On this episode of The Game of Nerds Podcast, we sit down with Let’s Talk Fandoms Podcast host Tezeta Gant for the second time. This episode was slated for last year, but her episode was part of the infamous microphone fiasco of 2021. It was only fitting that we sat down for “take two” and got an even better conversation than the first. We start the podcast chatting about our love of Netflix’s documentaries and how Nick Miller is our soul animal. But this episode is all about animation, so let’s jump in!

Tezeta and I are of similar ages and grew up during the 90s when animation reigned king. So it’s no secret that animation holds a special place in our hearts. It’s been amazing to see animation projects thrive during the pandemic since creators can do these series at home much more effortlessly than on-set filming. Just look at the latest Disney+ day and how they announced many animated series for the coming year. Animation is one of those creative processes that I’m in awe of and aware of how many TALENTED people it takes to create some of these series/movies that we’ve loved. We talk about this extensively in the Anime episode and the Voice Acting episode of this podcast. But first, the age-old question, Disney or Nickelodeon? Which did you watch more?

It was safe to say that Disney was more for their movies, and Nickelodeon was more known for their animated cartoons. We talk extensively about the early start to watch parties with cousins and neighbors to watch the newest animated movie. I reminisce about Saturday morning cartoons with my dad and brother, which is a tradition I still hold with my daughter to this day. It brings up the point that these animation series tie into our nostalgia factor and critical moments in our lives. The best example I had was watching Toy Story when it first came out on VHS with my little brother on my lap and how much he loved it. Marvel came home the day Toy Story 4 came out, and we watched it, and I bawled. It was the whole circle of nostalgia hitting me like a ton of bricks.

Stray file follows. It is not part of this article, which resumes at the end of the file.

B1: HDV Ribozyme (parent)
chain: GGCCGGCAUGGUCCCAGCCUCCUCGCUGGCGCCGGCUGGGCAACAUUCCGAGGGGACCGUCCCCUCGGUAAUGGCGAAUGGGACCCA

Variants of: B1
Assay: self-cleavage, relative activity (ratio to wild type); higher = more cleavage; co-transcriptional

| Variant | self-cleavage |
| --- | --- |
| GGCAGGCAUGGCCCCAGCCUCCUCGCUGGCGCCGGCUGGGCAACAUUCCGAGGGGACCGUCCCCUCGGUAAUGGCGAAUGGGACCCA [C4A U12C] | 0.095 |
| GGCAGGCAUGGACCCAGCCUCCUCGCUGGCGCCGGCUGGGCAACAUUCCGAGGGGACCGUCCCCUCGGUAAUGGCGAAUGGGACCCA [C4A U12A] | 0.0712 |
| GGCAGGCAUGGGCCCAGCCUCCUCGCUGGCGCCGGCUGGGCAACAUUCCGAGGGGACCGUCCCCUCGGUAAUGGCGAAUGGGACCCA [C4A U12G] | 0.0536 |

Animation has also been known to push the boundaries. Tezeta and I had similar childhoods where certain animated shows were off-limits. Ren and Stimpy were one of those series. In retrospect, in comparison to South Park, it’s nothing, but at the time, we have to remember it was the “South Park” of the time. There was nothing ruder or cruder on tv other than Bevis and Butthead. Cartoon Network was also a network that was a hit or miss with most families. Tezeta wasn’t allowed to watch Courage the Cowardly Dog. Why we might never know?!? But this diverted our conversation into a meaningful discussion about how animation is viewed currently. A lot of people see animated movies or television as “childish.” Tezeta brings up a great point about how animation really has gotten away with many things that would be impossible to explain or talk about. (We are looking at you, Big Mouth!) Most people are introduced to animation as children, so when they recall animation is usually from a frame of mind or a time/place in that person’s life.

We agree that animation has pushed the boundaries for good. It goes back to the original awe factor. It takes talented voice actors to make these characters come to life, plus the insane creativity of illustrators and creators on top of the fact of someone coming up with this entire universe for these characters to live in. If you think about it, animation has nothing on live-action films. The possibilities are frankly endless.